GAZA Palestinian Hamas fighters once tried in vain to copy Israel's iconic submachine gun, the Uzi. Twenty years on, their homemade rockets streak more than 100 km (60 miles) from Gaza toward the northern Israeli city of Haifa.
At least 180 Palestinians have died in eight days of cross-border fighting between the guerrillas and the vastly stronger Israeli military. Israel has so far suffered one fatality, but this contrast in casualties has not detracted from Hamas's pride in its technical progress.
The variety and range of its rocket arsenal - both closely guarded secrets - have steadily improved since Hamas Islamists emerged as an underground militant group in 1987.
Ahmed Jaabari - the chief of Hamas's armed wing who was assassinated in an Israeli air strike in 2012 - masterminded the group's domestic manufacturing capability that helped allow it, analysts say, to keep launching salvoes at Israel despite the Israeli-Egyptian blockade on supplies to Gaza.
A commander in Hamas's armed wing told Reuters that before Jaabari rose to a higher military echelon in 1996, the group had only a small number of AK-47 rifles and a single rocket-propelled grenade.
"Jaabari upgraded Hamas's capability from a rifle to a rocket that hit Tel Aviv; this is in brief what he did," the commander, who declined to be identified, said.
In 2002 Jaabari succeeded the group's chief commander Salah Shehada, whom Israel killed, along with his aide and 15 other civilians, when it bombed a residential building in Gaza City.
Now, in the worst outbreak of Israeli-Palestinian violence in two years, Israel's military says it has hit Hamas's rocket launchers and storage facilities hard. It made similar statements in previous flareups, but rocket fire from Gaza has persisted, in varying degrees, over the years.
Engineers and fighters repeatedly died in attempts to build and launch the rockets.
Hamas gauged the range of its first homemade rocket, the Qassam, by firing it out to sea before listening to Israeli news alerts and receiving reports from Palestinian spotters inside Israel, Hamas sources told Reuters.
Thousands of Palestinians and hundreds of its fighters were killed in an uprising that culminated in Israel's evacuation of its soldiers and settlers from Gaza in 2005, and Hamas's seizure of the coastal Strip from Palestinian rivals two years later.
The Israeli-built and partially U.S.-funded Iron Dome defense system has shot many of the rockets destined for urban areas out of the sky.
But Hamas takes pride in their upgraded firepower and the political toll they say it takes on the enemy.
"What you are seeing today is not metal and power, what you see today is blood. Thousands of people paid with their lives so that we and our people can see this day - the day Israeli leaders stood before their nation to say: 'Sorry, Tel Aviv was hit'," the commander said, speaking before the latest conflict.
Hamza Abu Shanab, an expert on Islamist groups in Gaza, said Israel, which maintains a naval blockade of the territory and tight restrictions at its land border, faces a big problem.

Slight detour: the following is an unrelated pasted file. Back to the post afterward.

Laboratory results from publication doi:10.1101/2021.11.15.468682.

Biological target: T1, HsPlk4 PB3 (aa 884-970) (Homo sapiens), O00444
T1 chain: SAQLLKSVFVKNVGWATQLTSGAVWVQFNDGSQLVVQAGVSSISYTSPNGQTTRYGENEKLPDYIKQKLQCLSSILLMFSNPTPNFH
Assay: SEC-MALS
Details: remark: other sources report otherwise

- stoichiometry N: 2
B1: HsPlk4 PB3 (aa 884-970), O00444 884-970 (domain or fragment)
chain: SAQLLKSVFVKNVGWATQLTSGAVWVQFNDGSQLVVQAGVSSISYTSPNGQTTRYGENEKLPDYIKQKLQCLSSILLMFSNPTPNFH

"It cannot end Hamas rockets because Hamas does not depend on imported weapons and is making its own, so fighters may be engaged in combat and others are making them the ammunition," he said. "Israel cannot estimate the size of Hamas's arsenal because the tools are being made locally. So for every rocket fired, another ten are made."
Hamas and Islamic Jihad, another more militant armed faction, have announced new grades of longer-range rockets delivering heavier payloads in the latest conflict and boast of "surprises" from other, secret ordnance.
The Israeli military said on Monday it struck down a drone flying in its airspace which Hamas called the "Ababeel" and described as its first bomb-carrying unmanned aerial craft.
"(The armed groups) have unveiled new rockets and launchers that they have made themselves: a development that makes the militants less dependent on rockets that are smuggled into the Gaza Strip to threaten Israel's main population centers," according to Jane's Intelligence, a London-based consultancy.
Besides Israel's tighter curbs on Gaza-bound imports since Hamas took power there in 2007, Egypt has demolished hundreds of smuggling tunnels through which weapons and commercial goods had been brought. Hamas lost an important ally in the Egyptian Muslim Brotherhood, which was ousted by the military last year.
Relations with Iran, widely believed to be a main patron for Hamas's military wares, may also have suffered after Hamas refused to back Tehran's ally, President Bashar al-Assad, in Syria against mainly Islamist rebels.
The setbacks may not have dealt much of a blow to Gaza militancy, which remains a dear cause for local and Arab donors.
Reuven Ehrlich, an Israeli expert on militant groups, said Hamas's Arab donors help to launder money for the movement - cash that is prioritized for military uses despite Gaza's economic crisis.
"They are still getting money and the priority for the money they have is the military priority ... The money has no smell, nobody can control how the money flows," Ehrlich said.
(Writing by Noah Browning, Editing by Jeffrey Heller and David Stamp)